In November 2018, the grueling three week-long trial over whether the Harvard undergraduate admissions program discriminates against Asian-Americans came to a close. The outcome now lies in the hands of Judge Allison Burroughs of the District Court for the District of Massachusetts, who presided over the bench trial and is scheduled to issue her opinion within the next month. The plaintiff, a nonprofit organization known as Students for Fair Admissions (SFFA), argued that Harvard administers racially and ethnically discriminatory policies in its undergraduate admissions program at the expense of Asian-Americans in violation of Title VII of the Civil Rights Act of 1964 and the Equal Protection Clause of the Fourteenth Amendment to the U.S. Constitution. Harvard denied the allegation, maintained that its admissions policies fully comply with federal law, and successfully pivoted the discussion away from anti-Asian discrimination to focus on affirmative action generally. This risky line of argumentation threatens the legality of all affirmative action policies in higher education and sets up an inevitable target for the U.S. Supreme Court.
The creative manner in which the parties have framed their arguments distinguishes this case from others of its nature. For instance, the SFFA argued that, to remedy discrimination against Asian-Americans, colleges should no longer consider race in admissions processes. The SFFA receives the majority of its funding from conservative political activist Edward Blum—a sixty-six-year-old white male who remains outspoken against affirmative action. Blum created the SFFA in order to restore the “original principles of civil rights in the United States” by eliminating the use of race as a factor in college admissions. Generally, plaintiffs arguing against affirmative action cases are white and typically lament that using race as a “plus” factor in admissions ends up as a minus factor for the majority group. However, Blum is approaching his side of the argument in a different manner. His previous work on race-related cases as well as his publicly acknowledged goal of eliminating race as a consideration in admissions has led critics to believe that Blum is “using Asian Americans as a prop” to strike down affirmative action for good. This places Asian-Americans seeking redress from discrimination in a very difficult position: “Either be good allies to other racial minority groups . . . or be outcast as greedy villains who are naively being used by white conservatives.”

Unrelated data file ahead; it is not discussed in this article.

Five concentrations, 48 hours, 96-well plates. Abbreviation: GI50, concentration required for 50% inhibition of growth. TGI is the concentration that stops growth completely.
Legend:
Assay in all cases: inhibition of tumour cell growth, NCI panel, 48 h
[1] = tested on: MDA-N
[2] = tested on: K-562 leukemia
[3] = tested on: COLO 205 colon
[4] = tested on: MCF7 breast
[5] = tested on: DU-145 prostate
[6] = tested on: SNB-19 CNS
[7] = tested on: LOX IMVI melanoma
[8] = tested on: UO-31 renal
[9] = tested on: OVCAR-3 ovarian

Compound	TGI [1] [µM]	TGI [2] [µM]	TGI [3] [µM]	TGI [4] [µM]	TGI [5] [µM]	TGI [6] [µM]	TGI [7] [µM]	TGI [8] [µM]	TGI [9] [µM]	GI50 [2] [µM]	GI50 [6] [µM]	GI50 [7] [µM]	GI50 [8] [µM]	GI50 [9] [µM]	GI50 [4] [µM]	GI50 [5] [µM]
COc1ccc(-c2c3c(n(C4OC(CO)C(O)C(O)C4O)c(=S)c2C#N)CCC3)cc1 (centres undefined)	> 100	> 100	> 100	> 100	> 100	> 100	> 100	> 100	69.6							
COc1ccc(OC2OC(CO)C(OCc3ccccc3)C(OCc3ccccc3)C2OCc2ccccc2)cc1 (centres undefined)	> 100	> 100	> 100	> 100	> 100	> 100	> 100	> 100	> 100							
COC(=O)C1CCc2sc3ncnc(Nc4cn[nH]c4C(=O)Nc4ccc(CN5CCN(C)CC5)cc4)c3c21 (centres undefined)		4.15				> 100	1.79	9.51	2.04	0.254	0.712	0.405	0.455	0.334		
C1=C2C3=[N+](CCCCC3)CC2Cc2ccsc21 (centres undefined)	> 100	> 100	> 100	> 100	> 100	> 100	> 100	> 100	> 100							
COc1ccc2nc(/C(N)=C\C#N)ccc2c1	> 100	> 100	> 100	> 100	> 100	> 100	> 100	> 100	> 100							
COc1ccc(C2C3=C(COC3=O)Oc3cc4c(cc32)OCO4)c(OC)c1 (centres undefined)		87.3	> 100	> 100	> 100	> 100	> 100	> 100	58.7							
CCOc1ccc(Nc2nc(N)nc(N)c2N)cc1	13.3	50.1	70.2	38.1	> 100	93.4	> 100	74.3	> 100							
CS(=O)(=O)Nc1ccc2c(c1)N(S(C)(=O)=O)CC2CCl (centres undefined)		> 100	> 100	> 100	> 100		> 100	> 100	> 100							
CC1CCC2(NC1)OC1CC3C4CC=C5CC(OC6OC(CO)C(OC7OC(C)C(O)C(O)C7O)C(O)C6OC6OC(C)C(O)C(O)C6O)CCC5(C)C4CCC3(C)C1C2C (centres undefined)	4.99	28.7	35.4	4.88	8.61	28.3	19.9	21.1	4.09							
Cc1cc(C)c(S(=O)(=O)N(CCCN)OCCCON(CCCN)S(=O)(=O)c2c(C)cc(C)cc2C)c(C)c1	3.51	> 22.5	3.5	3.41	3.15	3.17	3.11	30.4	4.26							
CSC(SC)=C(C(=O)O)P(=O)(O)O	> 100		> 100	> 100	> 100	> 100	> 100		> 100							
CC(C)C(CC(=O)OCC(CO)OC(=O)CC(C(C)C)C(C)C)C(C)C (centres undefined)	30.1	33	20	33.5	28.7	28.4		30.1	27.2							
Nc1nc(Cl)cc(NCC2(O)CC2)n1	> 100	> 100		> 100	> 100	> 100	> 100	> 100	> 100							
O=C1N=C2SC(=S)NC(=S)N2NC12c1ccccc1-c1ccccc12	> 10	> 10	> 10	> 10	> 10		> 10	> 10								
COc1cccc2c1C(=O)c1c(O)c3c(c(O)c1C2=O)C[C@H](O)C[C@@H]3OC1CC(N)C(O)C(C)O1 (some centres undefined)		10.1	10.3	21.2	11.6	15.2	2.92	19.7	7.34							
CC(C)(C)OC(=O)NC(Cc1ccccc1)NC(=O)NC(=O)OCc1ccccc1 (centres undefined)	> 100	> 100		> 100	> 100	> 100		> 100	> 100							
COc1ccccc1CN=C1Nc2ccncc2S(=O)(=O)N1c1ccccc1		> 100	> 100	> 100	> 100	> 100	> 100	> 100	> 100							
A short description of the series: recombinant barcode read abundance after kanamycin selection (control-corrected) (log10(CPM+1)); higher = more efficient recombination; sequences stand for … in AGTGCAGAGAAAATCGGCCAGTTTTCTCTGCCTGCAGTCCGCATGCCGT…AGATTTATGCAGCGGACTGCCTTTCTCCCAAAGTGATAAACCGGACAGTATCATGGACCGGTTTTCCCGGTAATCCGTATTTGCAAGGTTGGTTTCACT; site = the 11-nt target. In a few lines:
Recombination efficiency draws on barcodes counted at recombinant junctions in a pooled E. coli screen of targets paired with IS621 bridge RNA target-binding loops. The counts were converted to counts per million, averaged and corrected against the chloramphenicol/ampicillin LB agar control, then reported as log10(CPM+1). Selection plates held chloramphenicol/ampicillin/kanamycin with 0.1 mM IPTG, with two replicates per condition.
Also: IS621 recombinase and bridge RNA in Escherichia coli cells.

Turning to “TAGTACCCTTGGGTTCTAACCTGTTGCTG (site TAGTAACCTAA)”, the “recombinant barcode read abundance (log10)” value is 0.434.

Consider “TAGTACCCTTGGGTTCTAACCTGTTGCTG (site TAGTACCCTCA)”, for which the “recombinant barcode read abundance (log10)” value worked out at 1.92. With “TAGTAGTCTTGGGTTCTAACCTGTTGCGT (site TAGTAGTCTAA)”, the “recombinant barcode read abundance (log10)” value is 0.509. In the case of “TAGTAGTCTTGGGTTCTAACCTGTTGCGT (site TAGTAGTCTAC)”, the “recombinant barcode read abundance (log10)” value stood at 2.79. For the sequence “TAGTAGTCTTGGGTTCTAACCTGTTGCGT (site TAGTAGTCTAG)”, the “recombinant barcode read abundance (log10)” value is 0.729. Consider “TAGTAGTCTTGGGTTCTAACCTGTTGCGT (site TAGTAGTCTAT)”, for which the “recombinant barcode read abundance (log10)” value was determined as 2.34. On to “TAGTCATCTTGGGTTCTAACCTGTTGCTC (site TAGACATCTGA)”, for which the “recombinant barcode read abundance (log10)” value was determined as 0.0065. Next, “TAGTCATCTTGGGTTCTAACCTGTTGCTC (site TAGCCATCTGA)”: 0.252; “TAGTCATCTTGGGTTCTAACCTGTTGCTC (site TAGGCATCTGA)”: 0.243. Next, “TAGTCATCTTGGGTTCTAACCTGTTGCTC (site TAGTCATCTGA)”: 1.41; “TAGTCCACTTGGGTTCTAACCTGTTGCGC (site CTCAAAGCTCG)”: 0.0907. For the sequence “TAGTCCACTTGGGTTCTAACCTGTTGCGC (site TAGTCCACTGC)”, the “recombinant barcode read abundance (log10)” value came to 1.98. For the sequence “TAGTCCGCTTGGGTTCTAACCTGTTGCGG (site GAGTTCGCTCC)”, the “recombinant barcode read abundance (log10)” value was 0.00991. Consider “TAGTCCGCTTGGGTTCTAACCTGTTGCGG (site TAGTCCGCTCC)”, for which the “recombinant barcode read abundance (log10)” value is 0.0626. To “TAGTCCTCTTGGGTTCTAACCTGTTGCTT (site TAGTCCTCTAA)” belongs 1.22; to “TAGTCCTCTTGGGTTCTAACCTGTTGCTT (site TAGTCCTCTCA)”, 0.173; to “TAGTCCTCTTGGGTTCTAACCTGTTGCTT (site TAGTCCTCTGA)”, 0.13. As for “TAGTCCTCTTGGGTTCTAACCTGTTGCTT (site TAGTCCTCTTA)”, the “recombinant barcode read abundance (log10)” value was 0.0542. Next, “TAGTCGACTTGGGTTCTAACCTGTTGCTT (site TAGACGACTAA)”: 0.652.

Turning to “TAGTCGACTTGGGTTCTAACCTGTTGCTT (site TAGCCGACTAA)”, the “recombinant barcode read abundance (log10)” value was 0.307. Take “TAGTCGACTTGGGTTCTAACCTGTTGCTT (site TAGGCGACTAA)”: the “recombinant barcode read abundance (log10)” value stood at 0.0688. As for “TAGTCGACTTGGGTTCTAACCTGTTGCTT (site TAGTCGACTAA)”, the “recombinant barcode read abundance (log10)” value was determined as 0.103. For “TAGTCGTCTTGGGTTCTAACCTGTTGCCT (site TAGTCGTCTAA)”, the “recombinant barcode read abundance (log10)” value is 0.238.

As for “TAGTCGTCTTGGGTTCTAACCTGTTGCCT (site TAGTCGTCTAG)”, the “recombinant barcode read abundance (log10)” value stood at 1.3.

Because SFFA v. Harvard implicates affirmative action generally, it is poised for Supreme Court review. Although precedent seems settled in this area, the new ideological makeup of the nation’s highest court may have a severe effect on all admissions policies in higher education.
I. U.S. Supreme Court Affirmative Action Jurisprudence
Although Judge Burroughs declared early on in the litigation timeline that she would “defend race-conscious admissions,” any decision made at the district court level will almost certainly reach the Supreme Court in the forthcoming years. Thus, the implications of this case will resonate throughout the nation regardless of what the district court holds. In the past several decades, the Court has handed down major decisions regarding affirmative action that may telegraph its potential ruling on SFFA v. Harvard. In 1978, the Court issued its opinion in the now famous affirmative action case, Regents of University of California v. Bakke. In this case, the Court struck down the university’s admissions program which “totally excluded ‘non-minority individuals from a specific percentage of seats in an entering class.’” Although the court admonished the admissions program, Justice Powell made clear in the opinion that states do have “a substantial interest [in a diverse student body] that . . . may be served by a properly devised admissions program involving the competitive consideration of race and ethnic origin.” Therefore, the Court held that affirmative action programs can be legal, so long as the policy “is necessary to promote a substantial state interest.” Judge Burroughs will almost certainly take this analysis into consideration in the issuance of her opinion next month.